A Summary of the First Five Chapters - "Back Over the Road" Ch. 6 of The Evolution of Deductive Theory by Gasset
Back Over the Road
Chapter six serves as a short summary of the first five chapters to help the reader maintain the thread of the discourse. Basically, Leibnitz is the last and most extreme figure of the logical idea of truth as deduction from first principles before the revolution of the physical sciences overshadows this older (and still perfectly valid) way of knowing truth.
1) Leibnitz is considered the philosopher of "principles," and thus the purpose of this work is to set out exactly what a principle in philosophy consists of.
2) Within the logical realm a principle has to do with the uncovering of truth. It that which stands as a more fundamental foundation for the truth consequent from it. This can be either absolutely or relatively.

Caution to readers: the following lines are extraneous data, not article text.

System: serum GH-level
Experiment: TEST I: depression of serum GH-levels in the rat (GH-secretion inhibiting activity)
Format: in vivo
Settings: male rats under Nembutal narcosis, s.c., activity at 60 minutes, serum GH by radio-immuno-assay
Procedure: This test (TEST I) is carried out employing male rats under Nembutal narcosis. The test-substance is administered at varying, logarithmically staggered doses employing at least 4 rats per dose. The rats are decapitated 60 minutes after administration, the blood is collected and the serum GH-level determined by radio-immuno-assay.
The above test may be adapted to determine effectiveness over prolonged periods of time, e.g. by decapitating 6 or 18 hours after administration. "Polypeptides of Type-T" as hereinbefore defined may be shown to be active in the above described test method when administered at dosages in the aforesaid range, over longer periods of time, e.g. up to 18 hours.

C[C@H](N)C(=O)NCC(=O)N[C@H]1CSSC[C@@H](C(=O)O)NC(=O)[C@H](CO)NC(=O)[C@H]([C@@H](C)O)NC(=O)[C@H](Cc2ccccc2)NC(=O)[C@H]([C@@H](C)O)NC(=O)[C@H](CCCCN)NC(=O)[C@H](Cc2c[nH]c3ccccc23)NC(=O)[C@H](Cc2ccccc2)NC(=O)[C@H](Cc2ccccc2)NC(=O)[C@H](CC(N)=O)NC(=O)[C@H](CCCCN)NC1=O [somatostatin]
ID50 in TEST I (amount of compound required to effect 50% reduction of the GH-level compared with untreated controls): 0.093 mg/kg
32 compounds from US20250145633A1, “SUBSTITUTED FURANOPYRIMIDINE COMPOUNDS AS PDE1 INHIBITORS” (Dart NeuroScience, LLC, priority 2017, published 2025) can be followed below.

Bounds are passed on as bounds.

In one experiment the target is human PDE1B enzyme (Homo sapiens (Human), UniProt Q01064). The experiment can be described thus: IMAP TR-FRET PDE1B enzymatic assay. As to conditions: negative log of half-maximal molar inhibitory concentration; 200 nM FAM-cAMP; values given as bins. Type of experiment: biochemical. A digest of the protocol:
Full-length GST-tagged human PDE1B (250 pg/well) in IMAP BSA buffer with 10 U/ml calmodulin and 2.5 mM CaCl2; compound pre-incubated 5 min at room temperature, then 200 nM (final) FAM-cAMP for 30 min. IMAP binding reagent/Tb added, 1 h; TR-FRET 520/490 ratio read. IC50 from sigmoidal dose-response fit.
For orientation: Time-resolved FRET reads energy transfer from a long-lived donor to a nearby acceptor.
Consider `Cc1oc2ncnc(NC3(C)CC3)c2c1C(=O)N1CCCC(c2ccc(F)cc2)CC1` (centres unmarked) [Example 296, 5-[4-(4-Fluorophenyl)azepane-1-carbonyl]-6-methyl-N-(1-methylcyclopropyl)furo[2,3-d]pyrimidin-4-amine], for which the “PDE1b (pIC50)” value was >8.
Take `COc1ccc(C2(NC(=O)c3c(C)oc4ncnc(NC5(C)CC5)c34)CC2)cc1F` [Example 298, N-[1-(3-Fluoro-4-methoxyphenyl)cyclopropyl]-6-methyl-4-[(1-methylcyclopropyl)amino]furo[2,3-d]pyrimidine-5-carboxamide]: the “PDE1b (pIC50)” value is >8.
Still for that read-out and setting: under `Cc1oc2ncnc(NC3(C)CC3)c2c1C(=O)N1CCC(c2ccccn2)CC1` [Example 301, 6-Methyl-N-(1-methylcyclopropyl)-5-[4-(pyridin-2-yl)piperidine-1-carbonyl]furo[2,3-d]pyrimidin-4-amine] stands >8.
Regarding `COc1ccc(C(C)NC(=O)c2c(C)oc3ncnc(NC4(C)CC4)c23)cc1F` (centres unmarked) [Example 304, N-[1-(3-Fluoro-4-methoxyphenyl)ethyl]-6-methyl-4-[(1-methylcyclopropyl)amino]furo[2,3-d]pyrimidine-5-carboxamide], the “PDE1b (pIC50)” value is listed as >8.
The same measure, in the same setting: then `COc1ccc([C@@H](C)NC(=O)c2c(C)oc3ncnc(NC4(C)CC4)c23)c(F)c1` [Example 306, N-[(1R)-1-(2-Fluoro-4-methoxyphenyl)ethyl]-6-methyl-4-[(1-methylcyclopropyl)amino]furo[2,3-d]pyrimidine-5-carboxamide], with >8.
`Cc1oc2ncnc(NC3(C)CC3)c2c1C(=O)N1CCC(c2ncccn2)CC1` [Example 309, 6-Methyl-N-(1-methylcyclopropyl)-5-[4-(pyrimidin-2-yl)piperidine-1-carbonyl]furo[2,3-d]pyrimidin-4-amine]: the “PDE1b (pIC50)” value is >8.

3) The way in which the word "truth" is understood is going to be influenced by the philosophical system the thinker/speaker has undergirded his ideas. For Leibnitz, truth is that of scientific (old sense) demonstration. It is the absolute necessity of consequences following their antecedents. 1
4) That Leibnitz is part of the Modern period of philosophy, sharing an influence from the logical deduction of the Ancients and Medievals, and a burgeoning pure mathematics which the early Rationalists were developing.
5) The latter part of the Modern period is one that went beyond pure mathematics towards the hard science of Physics, applying that use of math to the physical world around us, moving beyond the methods of Leibnitz.
"Now we will see what happens in pure mathematics when Leibnitz begins to cogitate, what innovations he, as a mathematical genius, introduces into the exact sciences, and what repercussions all this has on his philosophic way of thinking." 2
1 - Ortega y Gasset, Jose. The Idea of Principle in Leibnitz and the Evolution of Deductive Theory. (New York: W.W. Norton & Company, 1971). Pg. 44
2 - 45